Hispanic and Latino Spirituality We communicate with people by exchange information between each other. We talk by verbal and nonverbal communication. These tools are used to help us process this information. Those tools are speaking, listening, and our body language, all of these tools help us communicate and to understand others. In the Hispanic and Latino literature they communicate through spirituality, magic, and through myth. These tools play an important part in the way they communicate to one another in their culture. We as American seem to take things for granted of things that are not important and not focus on things that are important.
In the story “the Curing Woman” by Alejandro Morales, draws on the traditional Mexican folktale, it has the elements of social realism and magical realism. The story describes the life of women by the name of Doña Marcelina and Trujillo Benidorm. Marcelina leaves her home at a young age, at the age of thirteen years old, so that she could be with her mother. Marcelina mother was a healer. Marcelina became widely known for her art for curing people. The story was all about the cure of a particular young boy by the name Delfino, who had malady that could not be cured by doctors. The story is more of a myth then reality. To be a doctor we have to go to school. But to cure people like that was in the story Marcelina had no schooling. This is where the spiritual comes in, this is something I believe in. For the young boy to be healed he had to have faith. When we talk about the spirit what I take from it is the Holy Spirit that Jesus left for us and this gives us the power to heal just like Marcelina did in the story. The person that is being healed has to believe in the Holy Spirit in order for them to be healed.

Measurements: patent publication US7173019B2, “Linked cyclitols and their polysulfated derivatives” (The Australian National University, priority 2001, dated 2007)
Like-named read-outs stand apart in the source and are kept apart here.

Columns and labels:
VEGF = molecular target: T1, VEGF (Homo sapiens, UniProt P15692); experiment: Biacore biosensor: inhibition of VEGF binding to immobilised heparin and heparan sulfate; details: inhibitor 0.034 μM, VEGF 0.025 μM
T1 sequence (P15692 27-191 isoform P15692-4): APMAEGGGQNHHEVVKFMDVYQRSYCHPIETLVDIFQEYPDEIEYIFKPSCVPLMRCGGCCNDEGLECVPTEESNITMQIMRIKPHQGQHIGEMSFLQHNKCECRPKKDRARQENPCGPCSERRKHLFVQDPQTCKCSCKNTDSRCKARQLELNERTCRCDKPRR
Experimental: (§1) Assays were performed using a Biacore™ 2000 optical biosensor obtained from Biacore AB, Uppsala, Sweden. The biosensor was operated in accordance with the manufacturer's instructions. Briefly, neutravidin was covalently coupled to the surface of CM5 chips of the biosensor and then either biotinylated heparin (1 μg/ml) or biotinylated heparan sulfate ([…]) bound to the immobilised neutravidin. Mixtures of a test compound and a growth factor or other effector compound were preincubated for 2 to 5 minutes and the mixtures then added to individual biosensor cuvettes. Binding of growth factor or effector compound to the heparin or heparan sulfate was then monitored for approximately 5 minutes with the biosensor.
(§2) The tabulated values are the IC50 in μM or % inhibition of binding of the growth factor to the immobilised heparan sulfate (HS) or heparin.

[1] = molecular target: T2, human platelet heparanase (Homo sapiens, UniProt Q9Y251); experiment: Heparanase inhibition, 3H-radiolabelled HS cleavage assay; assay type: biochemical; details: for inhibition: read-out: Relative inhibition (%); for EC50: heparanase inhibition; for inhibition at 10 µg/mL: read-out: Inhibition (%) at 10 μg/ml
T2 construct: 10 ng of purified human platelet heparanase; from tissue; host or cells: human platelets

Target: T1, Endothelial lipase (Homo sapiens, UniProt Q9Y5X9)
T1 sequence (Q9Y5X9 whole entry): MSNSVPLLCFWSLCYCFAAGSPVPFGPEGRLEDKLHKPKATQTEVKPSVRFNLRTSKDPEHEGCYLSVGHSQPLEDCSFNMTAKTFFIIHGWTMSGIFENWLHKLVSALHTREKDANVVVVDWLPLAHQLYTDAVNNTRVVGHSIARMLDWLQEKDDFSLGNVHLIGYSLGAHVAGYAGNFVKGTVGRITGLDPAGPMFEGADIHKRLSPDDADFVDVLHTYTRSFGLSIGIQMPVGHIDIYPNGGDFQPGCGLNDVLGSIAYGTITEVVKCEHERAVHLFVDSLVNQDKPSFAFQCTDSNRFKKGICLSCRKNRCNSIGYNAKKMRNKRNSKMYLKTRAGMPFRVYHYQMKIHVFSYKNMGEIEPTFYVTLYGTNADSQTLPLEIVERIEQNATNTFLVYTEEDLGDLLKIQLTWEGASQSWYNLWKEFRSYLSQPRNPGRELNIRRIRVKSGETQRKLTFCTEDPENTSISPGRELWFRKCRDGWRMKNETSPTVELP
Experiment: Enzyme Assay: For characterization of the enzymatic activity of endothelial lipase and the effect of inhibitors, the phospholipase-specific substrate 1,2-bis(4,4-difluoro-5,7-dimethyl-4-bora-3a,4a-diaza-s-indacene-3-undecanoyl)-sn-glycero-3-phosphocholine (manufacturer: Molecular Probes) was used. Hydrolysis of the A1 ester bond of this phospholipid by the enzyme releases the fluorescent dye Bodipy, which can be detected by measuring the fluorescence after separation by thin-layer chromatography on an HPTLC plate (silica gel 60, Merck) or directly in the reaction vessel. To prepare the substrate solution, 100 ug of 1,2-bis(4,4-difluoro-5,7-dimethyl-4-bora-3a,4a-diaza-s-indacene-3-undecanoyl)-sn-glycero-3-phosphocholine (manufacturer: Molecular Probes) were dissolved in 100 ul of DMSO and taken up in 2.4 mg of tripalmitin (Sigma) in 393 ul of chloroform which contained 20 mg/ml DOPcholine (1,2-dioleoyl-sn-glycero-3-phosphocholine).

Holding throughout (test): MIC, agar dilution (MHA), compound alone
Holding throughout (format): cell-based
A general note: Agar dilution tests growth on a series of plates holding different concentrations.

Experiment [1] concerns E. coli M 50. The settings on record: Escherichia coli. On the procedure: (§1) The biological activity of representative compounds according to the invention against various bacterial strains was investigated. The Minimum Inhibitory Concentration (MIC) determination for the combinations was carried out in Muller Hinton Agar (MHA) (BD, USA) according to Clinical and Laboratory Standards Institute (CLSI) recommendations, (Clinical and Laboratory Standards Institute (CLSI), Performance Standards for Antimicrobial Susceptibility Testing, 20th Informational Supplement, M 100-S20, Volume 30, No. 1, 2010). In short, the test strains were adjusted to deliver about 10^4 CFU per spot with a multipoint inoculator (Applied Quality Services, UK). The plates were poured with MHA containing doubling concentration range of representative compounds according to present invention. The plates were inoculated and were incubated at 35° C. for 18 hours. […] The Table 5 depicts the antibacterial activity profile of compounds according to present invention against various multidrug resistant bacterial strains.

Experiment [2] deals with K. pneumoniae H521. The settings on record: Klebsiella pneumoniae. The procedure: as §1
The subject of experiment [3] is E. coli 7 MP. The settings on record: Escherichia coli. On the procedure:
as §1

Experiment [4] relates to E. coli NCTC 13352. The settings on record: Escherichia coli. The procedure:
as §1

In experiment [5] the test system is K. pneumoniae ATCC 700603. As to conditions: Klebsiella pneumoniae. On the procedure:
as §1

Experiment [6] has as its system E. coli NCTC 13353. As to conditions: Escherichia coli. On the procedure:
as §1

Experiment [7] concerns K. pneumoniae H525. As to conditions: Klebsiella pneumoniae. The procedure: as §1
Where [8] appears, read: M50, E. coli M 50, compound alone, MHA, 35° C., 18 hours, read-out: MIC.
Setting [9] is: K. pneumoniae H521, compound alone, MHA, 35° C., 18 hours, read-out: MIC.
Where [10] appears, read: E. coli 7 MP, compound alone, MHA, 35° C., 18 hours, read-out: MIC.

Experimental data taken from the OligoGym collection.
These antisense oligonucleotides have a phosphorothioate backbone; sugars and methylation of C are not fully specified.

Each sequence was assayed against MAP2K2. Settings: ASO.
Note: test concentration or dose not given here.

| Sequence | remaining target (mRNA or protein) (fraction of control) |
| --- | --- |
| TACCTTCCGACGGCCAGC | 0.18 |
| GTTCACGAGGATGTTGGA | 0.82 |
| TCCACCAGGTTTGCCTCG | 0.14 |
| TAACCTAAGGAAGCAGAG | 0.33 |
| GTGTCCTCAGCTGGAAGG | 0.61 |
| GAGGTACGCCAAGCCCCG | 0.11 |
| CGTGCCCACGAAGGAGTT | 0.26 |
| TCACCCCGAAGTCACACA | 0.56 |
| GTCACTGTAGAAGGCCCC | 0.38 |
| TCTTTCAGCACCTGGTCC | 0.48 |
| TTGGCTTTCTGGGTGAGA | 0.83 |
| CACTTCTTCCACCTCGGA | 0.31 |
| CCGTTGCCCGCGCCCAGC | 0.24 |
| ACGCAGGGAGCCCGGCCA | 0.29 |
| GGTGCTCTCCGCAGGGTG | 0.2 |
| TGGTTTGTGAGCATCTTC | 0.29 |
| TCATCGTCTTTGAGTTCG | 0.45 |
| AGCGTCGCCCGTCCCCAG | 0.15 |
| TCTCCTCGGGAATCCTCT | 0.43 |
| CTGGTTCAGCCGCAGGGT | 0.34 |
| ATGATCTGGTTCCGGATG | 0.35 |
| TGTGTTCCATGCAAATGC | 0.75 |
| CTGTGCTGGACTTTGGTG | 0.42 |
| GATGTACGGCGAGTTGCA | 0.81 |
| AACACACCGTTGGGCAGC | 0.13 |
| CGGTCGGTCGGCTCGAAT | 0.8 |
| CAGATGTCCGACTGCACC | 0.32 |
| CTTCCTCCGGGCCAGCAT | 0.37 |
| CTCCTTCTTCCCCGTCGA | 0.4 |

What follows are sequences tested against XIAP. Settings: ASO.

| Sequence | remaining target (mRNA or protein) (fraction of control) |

The evidence of spiritually and magic in the story “The Curing Women” was a major part of the story. This is about women